ABOVE: Until it burned in 2011

How Beaverdell and Billings got their names

Beaverdell has an odd origin: the name and townsite are combined from Beaverton and Rendell, twin cities first mentioned in 1899.

Sixteeth in a quasi-alphabetical series on West Kootenay-Boundary place names

Beaverdell has an odd origin: the name and townsite are combined from Beaverton and Rendell, twin cities first mentioned in the Boundary Creek Times of March 18, 1899: “Beaverton is already on the market and another townsite is to be surveyed at the junction of Beaver Creek and the West Fork [of the Kettle River].”

The newspaper identified the latter townsite by name on May 3: “R. Smailes, manager of the firm of Rendell and Co., has become associated with Mr. Bell in the ownership of this property … The town is to be known as Rendell in honor of G. Arthur Rendell, senior member of the firm of Rendell and Co.”

However, George Arthur Rendell (1861-1935), a Greenwood and Boundary Falls merchant, didn’t seem to have much to do with his namesake town, as he was more concerned with promoting the fledgling railway point of Eholt, where he was also postmaster.

For two years, Beaverton and Rendell were bitter rivals (and warring factions within Beaverton disputed pre-emption rights) until they finally gave up and teamed up.

The Phoenix Pioneer of August 10, 1901 announced: “The owners of the two townsites of Beaverton and Rendell, adjoining each other on the west fork of the Kettle River, have decided wisely to combine their interests, the amalgamated place to be hereafter known as Beaverdell — a combination of both the former names.”

Oddly, the Beaverton post office, which opened November 1, 1900, wasn’t renamed Beaverdell until May 1, 1905.

BILLINGS

There are two candidates for namesake of Billings, a Boundary whistle-stop just west of Cascade.

The more likely is John Gordon Billings (1877-1963), secretary of the Yale Columbia Lumber Co., which established a sawmill there about 1903. Billings came to BC from Ontario and worked with the Genelle family, West Kootenay’s leading lumber barons (we’ll get to the place named for them later in this series).

It’s unclear when the area actually became known as Billings, but the earliest mention yet discovered in the Grand Forks Gazette of October 21, 1909 referred to “the huge Yale-Columbia sawmill at Billings.” The mill operated until 1924.

A less likely namesake, suggested by Grand Forks pioneer Ernest Spraggett, is Frederic Billings (1868-1915), a partner in the Vernon law firm of Billings and Cochrane and solicitor for the Kettle Valley Railway.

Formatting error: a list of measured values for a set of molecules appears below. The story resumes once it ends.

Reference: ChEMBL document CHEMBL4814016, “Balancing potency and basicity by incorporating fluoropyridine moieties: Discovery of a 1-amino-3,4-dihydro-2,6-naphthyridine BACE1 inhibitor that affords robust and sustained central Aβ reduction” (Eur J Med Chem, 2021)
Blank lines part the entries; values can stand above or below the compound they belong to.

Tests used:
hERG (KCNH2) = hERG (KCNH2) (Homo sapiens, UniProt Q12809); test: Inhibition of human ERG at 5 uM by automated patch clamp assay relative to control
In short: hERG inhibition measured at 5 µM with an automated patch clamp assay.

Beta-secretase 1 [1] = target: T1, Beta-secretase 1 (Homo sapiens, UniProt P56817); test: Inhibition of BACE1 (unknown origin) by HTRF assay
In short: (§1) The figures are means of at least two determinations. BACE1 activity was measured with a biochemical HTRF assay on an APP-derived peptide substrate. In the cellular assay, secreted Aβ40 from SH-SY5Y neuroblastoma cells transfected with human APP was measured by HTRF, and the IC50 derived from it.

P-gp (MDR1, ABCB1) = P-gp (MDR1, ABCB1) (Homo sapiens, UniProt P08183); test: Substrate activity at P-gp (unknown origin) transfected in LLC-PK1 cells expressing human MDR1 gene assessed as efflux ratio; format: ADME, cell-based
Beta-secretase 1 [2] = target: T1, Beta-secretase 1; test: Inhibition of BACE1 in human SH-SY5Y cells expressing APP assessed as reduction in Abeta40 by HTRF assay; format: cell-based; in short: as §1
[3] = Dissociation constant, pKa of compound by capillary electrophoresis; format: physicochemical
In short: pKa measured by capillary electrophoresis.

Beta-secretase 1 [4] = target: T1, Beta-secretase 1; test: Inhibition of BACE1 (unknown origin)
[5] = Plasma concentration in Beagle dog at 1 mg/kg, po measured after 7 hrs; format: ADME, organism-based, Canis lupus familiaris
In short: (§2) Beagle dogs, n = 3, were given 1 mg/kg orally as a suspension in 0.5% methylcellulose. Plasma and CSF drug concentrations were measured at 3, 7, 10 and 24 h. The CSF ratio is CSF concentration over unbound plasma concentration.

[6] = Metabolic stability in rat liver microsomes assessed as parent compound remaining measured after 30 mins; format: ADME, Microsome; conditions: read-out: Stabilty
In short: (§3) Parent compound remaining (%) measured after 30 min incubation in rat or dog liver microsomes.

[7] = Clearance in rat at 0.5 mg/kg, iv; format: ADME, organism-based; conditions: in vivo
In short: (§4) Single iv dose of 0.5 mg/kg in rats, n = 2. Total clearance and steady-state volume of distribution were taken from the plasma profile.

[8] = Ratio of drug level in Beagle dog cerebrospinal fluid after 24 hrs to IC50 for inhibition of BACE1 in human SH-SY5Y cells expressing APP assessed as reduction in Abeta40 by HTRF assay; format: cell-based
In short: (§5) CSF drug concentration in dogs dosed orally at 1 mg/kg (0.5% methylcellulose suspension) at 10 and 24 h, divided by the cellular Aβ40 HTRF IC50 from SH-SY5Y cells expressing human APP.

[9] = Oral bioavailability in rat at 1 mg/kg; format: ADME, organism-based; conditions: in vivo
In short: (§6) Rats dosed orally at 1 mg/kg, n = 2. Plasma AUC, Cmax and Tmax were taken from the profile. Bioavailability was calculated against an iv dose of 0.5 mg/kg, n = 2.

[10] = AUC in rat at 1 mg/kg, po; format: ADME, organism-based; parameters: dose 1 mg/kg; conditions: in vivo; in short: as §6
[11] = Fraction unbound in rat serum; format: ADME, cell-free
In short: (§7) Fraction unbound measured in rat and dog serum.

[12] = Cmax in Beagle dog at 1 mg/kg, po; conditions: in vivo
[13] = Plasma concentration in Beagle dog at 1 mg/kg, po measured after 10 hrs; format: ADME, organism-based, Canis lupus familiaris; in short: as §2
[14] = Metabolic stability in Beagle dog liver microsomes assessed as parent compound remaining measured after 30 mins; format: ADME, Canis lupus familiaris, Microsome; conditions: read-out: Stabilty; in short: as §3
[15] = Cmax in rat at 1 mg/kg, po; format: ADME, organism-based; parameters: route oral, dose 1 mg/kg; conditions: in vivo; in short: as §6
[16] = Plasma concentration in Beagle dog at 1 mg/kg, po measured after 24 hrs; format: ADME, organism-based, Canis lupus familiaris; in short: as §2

On an episode of Gold Trails & Ghost Towns about the Columbia and Western Railway, host Bill Barlee suggested the area was named for Billings, Montana — in turn named after Northern Pacific Railway president Frederick H. Billings (1823-90) — but this seems less likely still.

The name survives in Billings Road. There’s also a Billings Road at Brouse, south of Nakusp, where the Yale Columbia Co. had another mill.

Previous installments in this series

Introduction

Ainsworth

Alamo

Anaconda

Appledale

Applegrove, Appleby, and Appledale revisited

Argenta and Arrowhead

Aylwin

Annable, Apex, and Arrow Park

Balfour

Bannock City, Basin City, and Bear Lake City

Beasley

Beaton

Bealby Point

Belford and Blewett

Just Posted

Judgment reserved in Nakusp school sex trial

Trial concluded today with lawyer’s summations

New Denver emergency ward to remain 24/7

Interior Health says it’s postponing changes to operating hours.

Genelle ‘vehicle incident’ under RCMP investigation

Regional firefighters respond to car fire Sunday night

Kootenay Boundary remains in unusually dangerous avalanche period

Avalanche Canada says it expects snowpack conditions to get better soon

B.C. cougar kitten rescued after mother struck by vehicle

Conservation Officers find home for young kitten found dehydrated and frostbitten near Williams Lake

Leafs down Border Bruins in penalty-filled game

Logan Wullum stole the show for Nelson in the 4-1 win

SKI TIPS: The key to skiing in heavy powder

Whitewater Ski Team coach Dylan Henderson shows how to navigate powder with ease

Leafs’ five-game winning streak snapped by Nitehawks

Nelson fell 4-1 on the first of three straight games this weekend

The book club master

Nelson’s Hazel Mousley takes book clubs to the next level

Glacier freezes competition in Spokane

The gymnastics club returned home with 35 medals

Remembering the man who carved Nelson’s iconic welcome signs

Art Waldie did the majority of the work on the signs in the 1970s

LVR Bombers fundraising for 3 players

Rugby teams hope to help trio of students go on tour in March

Most Read